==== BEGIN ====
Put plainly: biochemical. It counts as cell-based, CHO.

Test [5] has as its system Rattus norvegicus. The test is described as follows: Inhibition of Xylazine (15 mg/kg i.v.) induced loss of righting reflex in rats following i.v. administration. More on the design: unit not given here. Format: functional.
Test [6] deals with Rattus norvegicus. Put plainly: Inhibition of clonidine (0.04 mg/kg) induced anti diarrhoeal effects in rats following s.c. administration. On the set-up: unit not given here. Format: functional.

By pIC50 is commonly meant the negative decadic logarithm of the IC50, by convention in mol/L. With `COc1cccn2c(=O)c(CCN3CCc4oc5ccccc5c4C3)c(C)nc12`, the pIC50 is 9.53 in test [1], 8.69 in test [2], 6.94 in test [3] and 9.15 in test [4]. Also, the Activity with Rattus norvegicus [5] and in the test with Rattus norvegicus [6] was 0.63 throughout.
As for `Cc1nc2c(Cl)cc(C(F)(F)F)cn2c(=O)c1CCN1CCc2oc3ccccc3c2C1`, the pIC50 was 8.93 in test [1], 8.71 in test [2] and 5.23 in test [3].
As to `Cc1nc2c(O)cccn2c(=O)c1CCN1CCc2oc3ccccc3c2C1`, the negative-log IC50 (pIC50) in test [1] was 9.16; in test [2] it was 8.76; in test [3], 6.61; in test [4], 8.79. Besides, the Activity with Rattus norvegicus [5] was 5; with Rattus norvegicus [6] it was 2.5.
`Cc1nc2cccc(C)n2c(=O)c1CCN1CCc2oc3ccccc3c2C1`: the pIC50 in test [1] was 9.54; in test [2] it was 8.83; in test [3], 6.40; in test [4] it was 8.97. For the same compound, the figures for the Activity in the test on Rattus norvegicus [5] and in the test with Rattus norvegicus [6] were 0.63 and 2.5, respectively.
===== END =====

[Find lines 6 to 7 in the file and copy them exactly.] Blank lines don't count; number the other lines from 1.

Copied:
As to `Cc1nc2c(O)cccn2c(=O)c1CCN1CCc2oc3ccccc3c2C1`, the negative-log IC50 (pIC50) in test [1] was 9.16; in test [2] it was 8.76; in test [3], 6.61; in test [4], 8.79. Besides, the Activity with Rattus norvegicus [5] was 5; with Rattus norvegicus [6] it was 2.5.
`Cc1nc2cccc(C)n2c(=O)c1CCN1CCc2oc3ccccc3c2C1`: the pIC50 in test [1] was 9.54; in test [2] it was 8.83; in test [3], 6.40; in test [4] it was 8.97. For the same compound, the figures for the Activity in the test on Rattus norvegicus [5] and in the test with Rattus norvegicus [6] were 0.63 and 2.5, respectively.